We still operate in an education system that provides breadth over specificity—and I will assert that there is value in this! I may have never solved any equations after my mandatory single college math course, but the problem-solving practices I learned in high school algebra most certainly informed my organizational thinking and systems-analysis abilities over the years. High-school me would never have known this, however, and it’s not exclusively a math phenomenon. Ever take a moment to infuse a group collaboration activity in class with a discussion on how you are constantly engaged in the same way with colleagues, a practice your success as a teacher depends on? How about asking students to identify pro-social behaviors demonstrated by a fictional character in a novel, TV show, or movie and connect their observations to careers that rely on those practices? (Hint: Knowing your students’ context and interests presents a perfect opportunity to draw personalized connections.)
Even before the pandemic, there were numerous reports of increased depression, apathy, and other mental health concerns in teens, including by the Pew Research Center. The pandemic has made things worse, according to research out of C.S. Mott Children’s Hospital in Michigan. We must help students recognize that there remains a bright future ahead. Further, they are going to be important contributors to that bright future because of their many talents, skills, and attributes. Whether they are designing a PowerPoint (I didn’t learn to make a PowerPoint until college, so they’re already ahead of my generation) or measuring potassium in a soil sample in biology, specifically affirming their ability to think critically, give and receive feedback, or any number of similar skills required for life after high school can help draw their attention to an exciting time ahead when they themselves will be the engineer or the business owner or the innovator of a future never before imagined.
3. Leverage simple practices and tools
The other day, a friend remarked to me how he was struggling to convince his son that there were colleges other than the Ivies. “He only knows about what he sees on TV or in the movies,” my friend confessed.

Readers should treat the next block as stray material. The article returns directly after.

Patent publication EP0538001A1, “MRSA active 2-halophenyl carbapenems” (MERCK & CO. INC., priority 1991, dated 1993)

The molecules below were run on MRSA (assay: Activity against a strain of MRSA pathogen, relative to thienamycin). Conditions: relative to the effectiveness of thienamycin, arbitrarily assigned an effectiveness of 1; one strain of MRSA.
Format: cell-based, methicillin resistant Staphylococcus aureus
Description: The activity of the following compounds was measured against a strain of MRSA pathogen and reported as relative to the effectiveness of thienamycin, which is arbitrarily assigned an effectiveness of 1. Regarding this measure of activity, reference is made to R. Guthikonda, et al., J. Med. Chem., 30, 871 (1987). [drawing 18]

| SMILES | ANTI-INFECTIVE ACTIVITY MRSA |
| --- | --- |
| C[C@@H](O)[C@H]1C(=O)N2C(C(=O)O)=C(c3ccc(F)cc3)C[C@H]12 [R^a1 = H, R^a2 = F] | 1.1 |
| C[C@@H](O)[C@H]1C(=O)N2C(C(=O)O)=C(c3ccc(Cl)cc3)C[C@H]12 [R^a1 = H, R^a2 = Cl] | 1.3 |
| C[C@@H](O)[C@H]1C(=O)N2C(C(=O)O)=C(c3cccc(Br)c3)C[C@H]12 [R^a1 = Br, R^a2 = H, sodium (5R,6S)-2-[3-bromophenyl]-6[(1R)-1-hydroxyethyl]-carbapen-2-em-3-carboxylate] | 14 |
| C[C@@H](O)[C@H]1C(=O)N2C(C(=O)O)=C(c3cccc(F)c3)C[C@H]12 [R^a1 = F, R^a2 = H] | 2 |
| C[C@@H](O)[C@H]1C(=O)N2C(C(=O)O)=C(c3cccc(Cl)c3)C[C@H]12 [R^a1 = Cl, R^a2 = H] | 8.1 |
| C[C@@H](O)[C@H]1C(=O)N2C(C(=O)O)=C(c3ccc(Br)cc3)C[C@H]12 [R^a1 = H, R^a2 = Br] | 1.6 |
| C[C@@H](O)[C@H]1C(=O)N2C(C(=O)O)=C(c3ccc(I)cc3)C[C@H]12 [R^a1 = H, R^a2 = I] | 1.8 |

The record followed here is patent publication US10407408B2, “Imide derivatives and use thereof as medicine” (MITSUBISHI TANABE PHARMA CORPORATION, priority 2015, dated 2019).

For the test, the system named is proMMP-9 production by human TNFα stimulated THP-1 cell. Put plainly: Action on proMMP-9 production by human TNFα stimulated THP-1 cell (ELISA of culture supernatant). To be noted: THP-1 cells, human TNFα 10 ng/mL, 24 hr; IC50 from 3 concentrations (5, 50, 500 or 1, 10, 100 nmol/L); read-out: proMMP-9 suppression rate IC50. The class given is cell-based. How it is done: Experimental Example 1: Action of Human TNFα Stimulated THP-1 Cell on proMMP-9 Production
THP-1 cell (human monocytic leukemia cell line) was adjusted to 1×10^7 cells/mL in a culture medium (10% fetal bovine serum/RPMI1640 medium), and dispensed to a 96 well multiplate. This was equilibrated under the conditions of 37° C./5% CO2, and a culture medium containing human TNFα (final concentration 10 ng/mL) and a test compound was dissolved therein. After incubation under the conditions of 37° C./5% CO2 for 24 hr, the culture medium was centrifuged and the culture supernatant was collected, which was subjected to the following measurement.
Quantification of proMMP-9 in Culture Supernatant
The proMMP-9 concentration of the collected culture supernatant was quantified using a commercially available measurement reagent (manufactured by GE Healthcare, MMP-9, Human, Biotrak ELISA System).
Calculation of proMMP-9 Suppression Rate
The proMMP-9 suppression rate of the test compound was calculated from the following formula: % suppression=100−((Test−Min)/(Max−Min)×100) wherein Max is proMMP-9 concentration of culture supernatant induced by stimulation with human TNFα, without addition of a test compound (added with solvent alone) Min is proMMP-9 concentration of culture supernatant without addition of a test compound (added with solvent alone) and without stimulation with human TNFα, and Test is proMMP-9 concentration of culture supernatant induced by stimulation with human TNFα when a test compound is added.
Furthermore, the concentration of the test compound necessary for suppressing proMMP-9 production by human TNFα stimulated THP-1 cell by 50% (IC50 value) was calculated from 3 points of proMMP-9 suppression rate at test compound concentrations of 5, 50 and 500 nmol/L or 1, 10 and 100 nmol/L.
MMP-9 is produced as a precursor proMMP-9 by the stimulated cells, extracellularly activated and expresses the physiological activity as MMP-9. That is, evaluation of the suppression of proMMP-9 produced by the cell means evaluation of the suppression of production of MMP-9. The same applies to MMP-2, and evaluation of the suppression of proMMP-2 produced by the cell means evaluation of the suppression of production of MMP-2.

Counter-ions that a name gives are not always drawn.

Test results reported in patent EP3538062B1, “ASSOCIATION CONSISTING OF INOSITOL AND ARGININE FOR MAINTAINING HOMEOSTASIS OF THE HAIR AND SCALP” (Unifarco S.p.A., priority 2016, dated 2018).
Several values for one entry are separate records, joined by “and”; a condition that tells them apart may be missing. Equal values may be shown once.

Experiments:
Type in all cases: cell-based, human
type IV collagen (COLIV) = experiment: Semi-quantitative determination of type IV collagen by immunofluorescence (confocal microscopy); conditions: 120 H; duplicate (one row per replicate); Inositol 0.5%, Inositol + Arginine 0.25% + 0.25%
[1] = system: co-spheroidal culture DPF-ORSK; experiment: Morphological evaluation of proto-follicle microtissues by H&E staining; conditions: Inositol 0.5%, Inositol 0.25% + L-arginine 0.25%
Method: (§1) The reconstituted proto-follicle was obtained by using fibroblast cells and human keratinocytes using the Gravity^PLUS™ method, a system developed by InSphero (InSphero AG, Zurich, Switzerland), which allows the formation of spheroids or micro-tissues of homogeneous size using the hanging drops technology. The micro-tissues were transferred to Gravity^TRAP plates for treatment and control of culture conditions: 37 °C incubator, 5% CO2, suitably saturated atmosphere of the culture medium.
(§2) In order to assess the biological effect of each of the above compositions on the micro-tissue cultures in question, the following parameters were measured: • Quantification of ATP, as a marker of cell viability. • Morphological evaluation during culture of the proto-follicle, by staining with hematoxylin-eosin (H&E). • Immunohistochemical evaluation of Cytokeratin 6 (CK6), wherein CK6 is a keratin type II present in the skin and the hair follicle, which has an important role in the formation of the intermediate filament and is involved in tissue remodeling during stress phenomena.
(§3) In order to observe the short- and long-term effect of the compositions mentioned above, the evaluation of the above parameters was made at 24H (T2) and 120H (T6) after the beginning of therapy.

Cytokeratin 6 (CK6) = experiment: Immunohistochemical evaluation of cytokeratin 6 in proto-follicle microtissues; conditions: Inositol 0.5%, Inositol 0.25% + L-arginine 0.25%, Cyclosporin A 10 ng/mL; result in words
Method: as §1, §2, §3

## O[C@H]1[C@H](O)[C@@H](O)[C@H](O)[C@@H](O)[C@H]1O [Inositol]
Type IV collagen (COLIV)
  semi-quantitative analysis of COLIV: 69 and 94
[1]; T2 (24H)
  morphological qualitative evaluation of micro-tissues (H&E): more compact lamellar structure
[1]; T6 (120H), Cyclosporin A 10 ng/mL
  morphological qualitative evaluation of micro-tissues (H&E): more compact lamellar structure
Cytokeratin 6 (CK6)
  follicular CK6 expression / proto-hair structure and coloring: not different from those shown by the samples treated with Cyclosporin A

[S]pecifically affirming [students’] ability to think critically, give and receive feedback, or any number of similar skills required for life after high school can help draw their attention to an exciting time ahead.
At a time when opportunities to have representatives from colleges or the military visit high school campuses have all but disappeared, when career fairs have morphed into emails referring students to visit website databases, students are in dire need of rich, relevant information about the vast opportunities that await them after high school. Teachers, who better than you to offer a credible voice of insight in this area? You can begin by sharing your experiences and pathway: schools you explored and how you finalized your choice, what majors you considered, and feelings you had about your ability to succeed in college. Know someone who served in the military? Share how their service led them to a career path and the skills they gained. This isn’t a time to promote the value of any one pursuit over another, but to inform and generate understanding of the myriad ways kids can reach their dreams. This can be a critically important practice in settings where graduation rates are low or for first-generation college students, for example, where awareness of post-secondary pathways may be limited.
You can also show your students our College Explorer tool, which is open to anyone and hosts a wealth of information including financial aid details, popular majors, and employment outcomes. Whether you teach art history or algebra, you can ask your class to share their goals so you can better support them in reaching for their dreams.
Despite the excitement and energy for the start of a new school year, the frustration surrounding the constant shifts in mask rules, learning environments, social interaction guidelines, and the grim uncertainty about the months ahead can understandably be a heavy load for students. What we often jokingly refer to as the “senior slump” has always been associated with emotions around fear of the unknown, and this year we could see exaggerated symptoms. So seek opportunities—even small ones—to cultivate optimism and hope in the classroom. Model vulnerability and communicate your emotions, giving the students around you permission to do the same. It’s possible your students are arriving with lingering concern over grades that suffered during the last three semesters, deepening their worries that future opportunities will have slipped away. Remind them that their journey hasn’t ended. There is plenty to learn, plenty to accomplish, and many reasons to look forward to the future.